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Annuity transactions that cause tax-paying headaches: Tax Strategy Scan

Our weekly roundup of tax-related investment strategies and news your clients may be thinking about.

The ‘gotchas’ in annuity taxation
While income from an annuity is tax deferred, taxation on this financial product can be more complicated than what most clients think, writes a Forbes contributor. Among the misconceptions: companies sometimes assume they will be treated like individual taxpayers when buying an annuity to fund executive payouts; wealthy widows often purchase non-qualified variable annuities instead of mutual funds to defer income taxes on future investment gains; and business owners often spread out their capital gains tax by selling their business with an installment contract ahead of making a sale to a competitor. "Taxation depends on how the annuity is owned, and how distributions are made from the product," he writes. "And if these details are ignored, there are hidden gotchas that can result in radically different tax outcomes," according to the article.

"Taxation depends on how the annuity is owned, and how distributions are made from the product," according to the article from Forbes.
"Taxation depends on how the annuity is owned, and how distributions are made from the product," according to the article from Forbes.

10 tax breaks for the middle class
Middle-class taxpayers are advised to take advantage of various tax breaks to enhance their bottom line, according to this Kiplinger article. These tax breaks include a zero tax rate on capital gains for clients with taxable income not exceeding $39,375 this year, the earned income tax credit, the saver's tax credit and tax deduction for retirement account contributions. Middle-income households may also qualify for the child tax credit, the American opportunity credit and tax breaks for caring for children and dependents.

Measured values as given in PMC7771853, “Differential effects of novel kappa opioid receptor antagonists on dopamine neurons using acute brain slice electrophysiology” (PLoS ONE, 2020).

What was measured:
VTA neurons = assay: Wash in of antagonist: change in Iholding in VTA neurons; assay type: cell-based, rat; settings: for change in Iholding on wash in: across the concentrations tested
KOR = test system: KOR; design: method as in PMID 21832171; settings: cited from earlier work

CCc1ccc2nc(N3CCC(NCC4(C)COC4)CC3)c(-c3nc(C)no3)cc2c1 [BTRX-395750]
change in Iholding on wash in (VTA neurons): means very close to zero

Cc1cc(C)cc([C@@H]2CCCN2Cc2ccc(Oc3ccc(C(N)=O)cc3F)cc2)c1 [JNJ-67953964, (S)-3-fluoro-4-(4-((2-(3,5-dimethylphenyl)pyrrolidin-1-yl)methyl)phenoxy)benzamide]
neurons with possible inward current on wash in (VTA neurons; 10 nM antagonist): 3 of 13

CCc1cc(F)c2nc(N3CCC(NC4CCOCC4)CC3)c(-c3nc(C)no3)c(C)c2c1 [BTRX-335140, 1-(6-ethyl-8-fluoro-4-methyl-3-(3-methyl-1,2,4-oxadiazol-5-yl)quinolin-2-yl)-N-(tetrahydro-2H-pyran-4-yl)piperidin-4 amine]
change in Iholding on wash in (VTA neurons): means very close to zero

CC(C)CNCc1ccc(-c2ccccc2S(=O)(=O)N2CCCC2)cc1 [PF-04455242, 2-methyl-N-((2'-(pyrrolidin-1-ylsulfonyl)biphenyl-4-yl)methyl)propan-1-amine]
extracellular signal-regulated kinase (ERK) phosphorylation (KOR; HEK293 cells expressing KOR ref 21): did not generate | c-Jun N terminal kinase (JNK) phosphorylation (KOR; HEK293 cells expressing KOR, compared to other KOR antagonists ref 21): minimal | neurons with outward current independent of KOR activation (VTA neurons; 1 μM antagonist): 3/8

How to lower your clients’ tax bills
Clients who want to reduce their tax liability before the year ends are advised to consider selling losing securities to offset their taxable capital gains, according to this article in Money. They are advised to boost pretax contributions to their retirement accounts and convert some of their traditional IRA assets into a Roth IRA. Those who want to give to charity can bunch year's worth of donations to maximize the charitable tax break, while retirees who have to take an RMD from their retirement account have the option of donating the money directly to charity to avoid taxation on the withdrawal.

Key changes for your clients’ 2020 tax returns
Clients should expect major changes to their 2020 tax returns, according to this article in Motley Fool. For example, the IRS has issued the new 1040-SR tax form to make it easier for retirees to file their returns. Clients can save more in their retirement accounts, while divorced couples can no longer claim alimony deductions next year. Taxpayers can also see inflation-related adjustments, such as higher standard deductions and higher exemption from the AMT.

To help individuals and businesses prepare for filing season, Grant Thornton has released a collection of year-end tax tips.
December 17

Ways to avoid paying higher Medicare premiums
Seniors are advised to reduce their taxable income in retirement to avoid Medicare Parts B and D surcharges, according to this USA Today article. To lower their taxable income, they should start taking withdrawals from their traditional 401(k)s and IRAs early, as this strategy will minimize the RMD amounts. Clients should also maximize their HSA contributions, draw money from their after-tax Roth accounts and life insurance policy. Investing in tax-efficient mutual funds and opting for a home equity conversion mortgage are other strategies they can use to minimize their taxable income.

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